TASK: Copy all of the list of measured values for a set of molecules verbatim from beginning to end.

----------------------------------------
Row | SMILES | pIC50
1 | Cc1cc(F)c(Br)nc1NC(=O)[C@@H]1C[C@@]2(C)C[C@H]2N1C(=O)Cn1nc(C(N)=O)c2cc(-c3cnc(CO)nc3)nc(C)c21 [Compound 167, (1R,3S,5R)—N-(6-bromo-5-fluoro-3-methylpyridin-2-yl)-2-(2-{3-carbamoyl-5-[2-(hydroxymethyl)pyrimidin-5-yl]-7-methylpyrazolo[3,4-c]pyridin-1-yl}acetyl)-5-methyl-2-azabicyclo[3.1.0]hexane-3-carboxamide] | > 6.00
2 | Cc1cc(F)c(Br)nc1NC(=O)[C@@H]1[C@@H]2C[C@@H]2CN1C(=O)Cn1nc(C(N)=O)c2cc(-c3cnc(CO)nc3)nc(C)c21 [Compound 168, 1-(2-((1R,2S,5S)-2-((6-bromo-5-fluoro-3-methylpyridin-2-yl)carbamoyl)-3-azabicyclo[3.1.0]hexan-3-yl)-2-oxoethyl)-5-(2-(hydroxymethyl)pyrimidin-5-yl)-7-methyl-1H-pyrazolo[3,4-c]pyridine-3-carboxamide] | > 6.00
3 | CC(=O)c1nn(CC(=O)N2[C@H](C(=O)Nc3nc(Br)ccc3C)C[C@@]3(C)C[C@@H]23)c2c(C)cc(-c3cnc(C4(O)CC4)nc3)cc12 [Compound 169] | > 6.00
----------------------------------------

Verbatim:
Row | SMILES | pIC50
1 | Cc1cc(F)c(Br)nc1NC(=O)[C@@H]1C[C@@]2(C)C[C@H]2N1C(=O)Cn1nc(C(N)=O)c2cc(-c3cnc(CO)nc3)nc(C)c21 [Compound 167, (1R,3S,5R)—N-(6-bromo-5-fluoro-3-methylpyridin-2-yl)-2-(2-{3-carbamoyl-5-[2-(hydroxymethyl)pyrimidin-5-yl]-7-methylpyrazolo[3,4-c]pyridin-1-yl}acetyl)-5-methyl-2-azabicyclo[3.1.0]hexane-3-carboxamide] | > 6.00
2 | Cc1cc(F)c(Br)nc1NC(=O)[C@@H]1[C@@H]2C[C@@H]2CN1C(=O)Cn1nc(C(N)=O)c2cc(-c3cnc(CO)nc3)nc(C)c21 [Compound 168, 1-(2-((1R,2S,5S)-2-((6-bromo-5-fluoro-3-methylpyridin-2-yl)carbamoyl)-3-azabicyclo[3.1.0]hexan-3-yl)-2-oxoethyl)-5-(2-(hydroxymethyl)pyrimidin-5-yl)-7-methyl-1H-pyrazolo[3,4-c]pyridine-3-carboxamide] | > 6.00
3 | CC(=O)c1nn(CC(=O)N2[C@H](C(=O)Nc3nc(Br)ccc3C)C[C@@]3(C)C[C@@H]23)c2c(C)cc(-c3cnc(C4(O)CC4)nc3)cc12 [Compound 169] | > 6.00